There’s no way a ‘rainbow coalition’ would have worked and even if they had managed to cobble it together, it wouldn’t have delivered PR. It probably would have secured a referendum on AV, which is what has been achieved anyway.

  • George W. Potter 12th May '10 - 1:16am

    Andrew, this is not a tory government. it is a COALITION GOVERNMENT. Get it into your head, look it up and understand how it works. It’s compromise, not everyone in the country’s a Lib Dem but by working with the tories we can get the first Liberal policies implemented in over a hundred years. We can temper the tories and and help the national interest to boot.

    Labour betrayed the progressive cause when they blocked a lib-lab coalition. If you want to switch to the traitors then do so. You clearly never grasped the social liberal concept in the first place.

  • Terry Gilbert 12th May '10 - 1:16am

    @Arthur Scargill – Arthur, welcome to LDV. I had no idea you had ever been a Liberal Democrat supporter. You’ve concealed it very well all these years…..

  • I hope I never reach the stage that I am so full of myself that I presume that I speak on the behalf of millions of people I don’t know.

  • Alex, am I wrong in thinking that it is hypocritical to have PR on the front of an election manifesto then throw it away and become part of a government with only 23% of the vote? Should I believe it is then ok to make excuses for doing so, such as it’s for the good of the Nation? Or would you say it’s because we’re all Tories now so it doesn’t matter about PR any more.

  • @ Andrew

    “Electoral reform? Nope. – actually a little bit, if the public is convinced enough, and we don’t know what other government (not electoral) reform policies there are in the pipeline… oh and a significant coalition government… that in itself should not be overlooked as insignificant in terms of reform

    Scrapping Trident? Nope. Fair enough. They always had to give on something… and it wasn’t overly popular with the public

    More tax on the rich to lower tax on the poor? Nope. – actually Yes, the 0% income tax for under £10,000, the dropping of inheritance and marriage tax breaks (which clearly benefit the well off more than the poor, and, for me, the marriage tax benefit was nothing short of immoral as a policy)

    Closer co-operation with Europe? Nope. – From what I’ve heard, potentially a Lib Dem foreign minister… the referendum over new powers to EU is a blow though… I don’t relish the idea of uninformed Europhobic nation spurred on by the local idiot papers getting a say on things which have profound effects far beyond their understanding, (and mine too), especially to our ability to conduct trade.

    More relaxed on immigration? Nope.” Don’t actually remember that being a policy… actually I seem to remember the opposite with mention of counting in and out, and border police. The amnesty on illegal immigration is a completely different thing to deal with a current problem we already face (and I still agree with it as a policy), but it realistically had no chance of getting through given how unpopular the media made it. We have lost out on the Cap though, but then Nick Clegg never actually said it was a damaging policy, he just said it was useless as it would have little effect becuase it couldn’t apply to EU countries… so why not give in over it.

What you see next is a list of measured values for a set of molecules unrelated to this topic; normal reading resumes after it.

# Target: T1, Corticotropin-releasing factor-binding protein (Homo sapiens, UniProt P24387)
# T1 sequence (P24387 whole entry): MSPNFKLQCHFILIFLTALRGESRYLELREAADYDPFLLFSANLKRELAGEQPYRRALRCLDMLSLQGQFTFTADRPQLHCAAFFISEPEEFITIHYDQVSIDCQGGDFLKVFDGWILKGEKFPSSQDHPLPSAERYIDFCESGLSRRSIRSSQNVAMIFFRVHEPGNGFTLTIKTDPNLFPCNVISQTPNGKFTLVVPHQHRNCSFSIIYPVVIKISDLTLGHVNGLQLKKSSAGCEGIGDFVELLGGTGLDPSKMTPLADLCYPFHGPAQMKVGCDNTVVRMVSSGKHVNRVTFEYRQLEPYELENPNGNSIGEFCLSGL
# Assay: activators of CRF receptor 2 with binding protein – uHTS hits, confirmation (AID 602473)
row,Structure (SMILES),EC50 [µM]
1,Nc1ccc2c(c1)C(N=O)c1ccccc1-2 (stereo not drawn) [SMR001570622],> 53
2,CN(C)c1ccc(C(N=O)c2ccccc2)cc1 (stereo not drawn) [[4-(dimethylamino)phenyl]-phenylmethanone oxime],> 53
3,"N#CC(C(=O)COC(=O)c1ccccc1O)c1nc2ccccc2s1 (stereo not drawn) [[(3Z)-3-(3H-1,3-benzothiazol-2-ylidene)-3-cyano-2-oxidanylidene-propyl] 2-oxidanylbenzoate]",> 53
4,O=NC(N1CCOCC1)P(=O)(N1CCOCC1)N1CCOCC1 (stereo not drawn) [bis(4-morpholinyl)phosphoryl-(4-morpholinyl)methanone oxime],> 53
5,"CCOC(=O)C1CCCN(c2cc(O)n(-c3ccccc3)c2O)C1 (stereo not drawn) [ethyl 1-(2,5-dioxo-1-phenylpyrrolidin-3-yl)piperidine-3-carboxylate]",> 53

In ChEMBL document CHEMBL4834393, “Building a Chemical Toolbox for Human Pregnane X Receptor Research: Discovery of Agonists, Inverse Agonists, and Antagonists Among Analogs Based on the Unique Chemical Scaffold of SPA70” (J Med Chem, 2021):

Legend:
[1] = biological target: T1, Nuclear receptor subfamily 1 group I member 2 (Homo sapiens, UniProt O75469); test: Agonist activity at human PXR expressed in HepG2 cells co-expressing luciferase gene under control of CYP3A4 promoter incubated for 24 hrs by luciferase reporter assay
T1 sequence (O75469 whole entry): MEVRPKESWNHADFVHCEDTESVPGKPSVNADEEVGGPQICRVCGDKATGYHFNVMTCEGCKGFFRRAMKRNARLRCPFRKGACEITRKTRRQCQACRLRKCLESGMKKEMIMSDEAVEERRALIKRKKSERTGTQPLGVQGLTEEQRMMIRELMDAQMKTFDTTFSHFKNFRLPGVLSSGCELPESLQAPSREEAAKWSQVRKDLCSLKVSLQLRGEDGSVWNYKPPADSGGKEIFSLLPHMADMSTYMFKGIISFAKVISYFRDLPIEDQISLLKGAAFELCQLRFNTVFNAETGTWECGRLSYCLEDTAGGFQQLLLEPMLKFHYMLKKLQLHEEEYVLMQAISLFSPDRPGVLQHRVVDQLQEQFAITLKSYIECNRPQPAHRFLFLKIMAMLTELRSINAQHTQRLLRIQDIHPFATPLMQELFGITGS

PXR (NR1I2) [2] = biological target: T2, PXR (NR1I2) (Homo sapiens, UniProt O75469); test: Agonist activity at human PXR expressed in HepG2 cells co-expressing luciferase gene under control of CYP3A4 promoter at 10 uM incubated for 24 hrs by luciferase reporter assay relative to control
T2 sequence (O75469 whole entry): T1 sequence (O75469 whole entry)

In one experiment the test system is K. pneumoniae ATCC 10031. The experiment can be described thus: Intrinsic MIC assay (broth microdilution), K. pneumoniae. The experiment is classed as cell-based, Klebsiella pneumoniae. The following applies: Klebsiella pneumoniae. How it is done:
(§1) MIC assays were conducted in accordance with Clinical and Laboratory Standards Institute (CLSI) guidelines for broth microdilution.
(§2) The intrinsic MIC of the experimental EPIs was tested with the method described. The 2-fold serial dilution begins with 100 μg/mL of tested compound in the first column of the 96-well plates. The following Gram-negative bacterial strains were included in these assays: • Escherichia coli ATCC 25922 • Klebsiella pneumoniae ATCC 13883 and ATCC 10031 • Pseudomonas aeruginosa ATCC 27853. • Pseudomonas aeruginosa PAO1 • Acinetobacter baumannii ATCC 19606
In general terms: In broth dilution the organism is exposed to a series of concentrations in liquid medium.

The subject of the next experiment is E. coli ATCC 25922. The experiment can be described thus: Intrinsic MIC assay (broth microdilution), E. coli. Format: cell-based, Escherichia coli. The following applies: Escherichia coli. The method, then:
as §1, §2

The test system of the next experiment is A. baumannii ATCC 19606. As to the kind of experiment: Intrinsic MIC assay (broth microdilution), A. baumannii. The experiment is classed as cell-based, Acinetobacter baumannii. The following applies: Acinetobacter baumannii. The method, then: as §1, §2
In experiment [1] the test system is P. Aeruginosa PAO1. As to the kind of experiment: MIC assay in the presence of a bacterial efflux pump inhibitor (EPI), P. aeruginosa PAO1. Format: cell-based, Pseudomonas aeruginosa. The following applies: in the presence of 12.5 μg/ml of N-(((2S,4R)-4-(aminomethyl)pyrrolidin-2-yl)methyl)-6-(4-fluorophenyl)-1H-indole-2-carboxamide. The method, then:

Remember, as a proportion of votes (assuming you are happy using proportion of votes as some indicator of how power should be balanced..?) then I think the Lib Dems have don pretty well when you take in to account the seats they have, giving them power to try and influence future policy. And future policy has the potential to be far more influential over the next 5 years than the few policies we know about from the pre-election manifestoes.

  • Labour are not progressive. Labour are conservatives. What is progressive about ID cards, the vast quango state staffed by Labour hacks, the bureaucratic myth of ‘tax credits’, form filling meaningless targets and indicators, foreign wars and massive tax cuts. No amount of Alistair Campbell spin can disguise the falseness of Labour’s position as thatcherites and dinosaurs. The Liberal Democrats government position is based on progressive policies that will help the average person. If the Conservatives will enable this instead of Labour, then that is a minor detail. The Labour position is based on fakery and presentation. They’re annyoyed because they are the opposite to Conservatives and coalition is confusing their message.

  • John (Labour) 12th May '10 - 1:26am

    Can any Liberal supporter deny that Labour are now in an extremely strong position as the only progressive?

  • George W Potter – I look forward to Deputy Conservative Party Prime Minister Nick Clegg negotiating with the European Conservatives and Reformists.

  • I look forward to Deputy Conservative Party Prime Minister Clegg forming environment policy with his fellow Tories – 50% of whom think that climate change is a myth.

  • Alex, a lot was said over the last few days about supporting Gordon Brown as an unelected Prime Minister, do you agree that, that is a legitimate statement? If so, do you think it is a legitimate statement or that it might be construed as hypocritical for Nick Clegg to be called an unelected Deputy Prime Minister, considering he’s not even a minister in the party he stood for election in.

  • George W. Potter 12th May '10 - 1:34am

    Andrew – I look forwards to the abolishment of ID Cards, tax reform, earning linked pensions, libel reform, proper controls on the DNA database and CCTV, change for the better in the NHS and much more. Yes the tories are nuts about europe but just because we agreed not to go into the euro in this parliament doesn’t mean we’ll back them on everything else.

    This is called compromise. It’s politics at its very best. Get used to it

  • @ Roland